The Central Oregon Shooting Sports Association range facility was fantastic.

The business end of a Colt Competition Rifle.

The business end of a Colt Competition Rifle.

Jawin' with Ryan from GunTalk Television.

Jawin’ with Ryan from GunTalk Television.

Colt Competition shooters providing some spotting assistance. Wyatt Gibson, with the binocs, toop top Junior honors.

Colt Competition shooters providing some spotting assistance. Wyatt Gibson, with the binocs, took top Junior honors.

Lot's of really sweet rifles were on hand at Media Range Day.

Lot’s of really sweet rifles were on hand at Media Range Day.

Will you see Ryan Gresham working the MGM spinner target on a future episode of GunTalk Television? I guess we'll see.

Will you see Ryan Gresham working the MGM spinner target on a future episode of GunTalk Television? I guess we’ll see.

Caleb Giddings and Chris Cerino in a little long-range snubby revolver shooting challenge.

Caleb Giddings and Chris Cerino in a little long-range snubby revolver shooting challenge.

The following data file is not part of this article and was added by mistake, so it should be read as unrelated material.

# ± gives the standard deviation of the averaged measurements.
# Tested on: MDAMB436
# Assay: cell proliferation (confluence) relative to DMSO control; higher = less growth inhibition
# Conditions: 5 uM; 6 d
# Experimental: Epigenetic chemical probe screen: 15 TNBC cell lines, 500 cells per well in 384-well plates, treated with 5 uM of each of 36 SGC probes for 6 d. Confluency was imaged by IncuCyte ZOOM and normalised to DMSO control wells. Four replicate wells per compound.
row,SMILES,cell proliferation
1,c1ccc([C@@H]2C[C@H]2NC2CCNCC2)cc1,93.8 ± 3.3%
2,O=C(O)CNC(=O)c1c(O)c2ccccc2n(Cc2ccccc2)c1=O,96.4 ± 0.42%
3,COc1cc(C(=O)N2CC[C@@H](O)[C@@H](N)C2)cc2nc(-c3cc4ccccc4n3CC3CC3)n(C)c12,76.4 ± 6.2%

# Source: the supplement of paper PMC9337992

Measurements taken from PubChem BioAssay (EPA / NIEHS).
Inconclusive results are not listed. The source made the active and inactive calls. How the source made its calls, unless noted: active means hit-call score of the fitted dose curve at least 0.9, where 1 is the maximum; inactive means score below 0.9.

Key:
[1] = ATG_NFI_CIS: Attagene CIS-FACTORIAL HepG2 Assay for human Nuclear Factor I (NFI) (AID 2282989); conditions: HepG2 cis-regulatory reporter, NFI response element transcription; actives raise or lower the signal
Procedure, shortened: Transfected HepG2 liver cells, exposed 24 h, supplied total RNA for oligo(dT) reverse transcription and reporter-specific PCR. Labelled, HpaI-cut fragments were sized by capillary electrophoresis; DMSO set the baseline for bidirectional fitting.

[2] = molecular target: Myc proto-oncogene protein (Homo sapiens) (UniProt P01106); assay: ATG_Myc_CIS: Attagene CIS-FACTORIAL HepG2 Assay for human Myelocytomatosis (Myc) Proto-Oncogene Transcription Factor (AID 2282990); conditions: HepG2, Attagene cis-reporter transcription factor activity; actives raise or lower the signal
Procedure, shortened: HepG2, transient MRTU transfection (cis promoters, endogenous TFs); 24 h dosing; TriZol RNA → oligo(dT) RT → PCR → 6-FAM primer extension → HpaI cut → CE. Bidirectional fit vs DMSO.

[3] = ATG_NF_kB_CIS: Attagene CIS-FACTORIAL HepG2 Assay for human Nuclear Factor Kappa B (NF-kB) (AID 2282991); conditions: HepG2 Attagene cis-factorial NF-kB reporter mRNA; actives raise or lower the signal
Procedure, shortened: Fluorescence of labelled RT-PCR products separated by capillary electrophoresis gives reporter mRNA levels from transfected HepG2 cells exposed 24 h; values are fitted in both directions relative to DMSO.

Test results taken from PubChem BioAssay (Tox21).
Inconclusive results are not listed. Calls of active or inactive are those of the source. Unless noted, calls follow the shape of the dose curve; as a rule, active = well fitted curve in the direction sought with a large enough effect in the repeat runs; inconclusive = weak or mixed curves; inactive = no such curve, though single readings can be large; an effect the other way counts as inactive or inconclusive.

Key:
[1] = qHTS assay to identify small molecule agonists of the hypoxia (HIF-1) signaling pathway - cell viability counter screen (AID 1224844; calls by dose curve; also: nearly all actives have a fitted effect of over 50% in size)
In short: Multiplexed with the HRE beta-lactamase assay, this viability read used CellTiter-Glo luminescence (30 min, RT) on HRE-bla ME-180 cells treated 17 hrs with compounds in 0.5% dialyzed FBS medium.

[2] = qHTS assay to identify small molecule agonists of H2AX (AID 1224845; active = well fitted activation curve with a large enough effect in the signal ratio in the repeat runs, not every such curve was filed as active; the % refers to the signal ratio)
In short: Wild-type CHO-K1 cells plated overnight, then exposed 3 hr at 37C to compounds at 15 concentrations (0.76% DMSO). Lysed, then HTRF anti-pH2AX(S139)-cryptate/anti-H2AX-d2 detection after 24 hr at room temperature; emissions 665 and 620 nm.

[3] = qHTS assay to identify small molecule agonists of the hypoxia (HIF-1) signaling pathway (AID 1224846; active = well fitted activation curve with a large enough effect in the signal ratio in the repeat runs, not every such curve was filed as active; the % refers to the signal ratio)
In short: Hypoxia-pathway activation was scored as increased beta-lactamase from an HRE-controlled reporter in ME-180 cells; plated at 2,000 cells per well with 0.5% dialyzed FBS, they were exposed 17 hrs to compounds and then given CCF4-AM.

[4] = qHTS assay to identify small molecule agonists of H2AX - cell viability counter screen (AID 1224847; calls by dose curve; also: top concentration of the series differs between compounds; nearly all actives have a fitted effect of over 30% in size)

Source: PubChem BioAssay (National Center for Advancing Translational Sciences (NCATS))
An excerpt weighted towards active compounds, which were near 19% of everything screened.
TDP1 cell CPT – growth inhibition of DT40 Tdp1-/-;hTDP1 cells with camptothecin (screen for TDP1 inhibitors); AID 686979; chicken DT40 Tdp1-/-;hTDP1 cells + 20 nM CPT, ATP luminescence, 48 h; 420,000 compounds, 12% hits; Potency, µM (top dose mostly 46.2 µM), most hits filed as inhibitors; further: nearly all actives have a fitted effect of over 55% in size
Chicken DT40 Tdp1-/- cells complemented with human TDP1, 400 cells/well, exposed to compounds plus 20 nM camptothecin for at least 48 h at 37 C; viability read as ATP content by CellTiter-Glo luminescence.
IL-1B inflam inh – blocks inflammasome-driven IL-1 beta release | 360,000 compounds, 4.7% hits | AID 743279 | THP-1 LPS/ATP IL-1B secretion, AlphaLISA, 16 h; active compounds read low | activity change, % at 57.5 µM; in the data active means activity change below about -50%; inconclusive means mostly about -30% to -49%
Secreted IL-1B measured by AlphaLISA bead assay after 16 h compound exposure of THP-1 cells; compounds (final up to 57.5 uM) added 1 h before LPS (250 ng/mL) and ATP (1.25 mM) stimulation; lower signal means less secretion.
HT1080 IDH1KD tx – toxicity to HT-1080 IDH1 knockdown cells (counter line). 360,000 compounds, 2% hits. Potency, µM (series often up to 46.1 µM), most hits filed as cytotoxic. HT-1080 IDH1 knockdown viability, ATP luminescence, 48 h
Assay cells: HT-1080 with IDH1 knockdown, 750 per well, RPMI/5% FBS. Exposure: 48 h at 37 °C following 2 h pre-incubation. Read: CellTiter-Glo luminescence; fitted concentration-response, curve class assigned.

Just a little bit of muzzle blast...

Just a little bit of muzzle blast…

Jerry Miculek waiting for the match to start.

Jerry Miculek waiting for the match to start.

The Nosler stage had a variety of short range targets and some long range rifle plates in the distance.

The Nosler stage had a variety of short-range targets and some long-range rifle plates in the distance.

Kay Miculek tries to break daughter Lena's concentration prior to the start...

Kay Miculek tries to break daughter Lena’s concentration prior to the start…

A good pre-match omen! The weather was perfect throughout.

A good pre-match omen! The weather was perfect throughout.

A pre-match stage briefing. No, it's not dark enough yet!

A pre-match stage briefing. No, it’s not dark enough yet!

Kind of creepy?

Kind of creepy?

Belt-mounted chem lights were used to identify competitors and range officers. A brilliant safety precaution!

Belt-mounted chem lights were used to identify competitors and range officers. A brilliant safety precaution!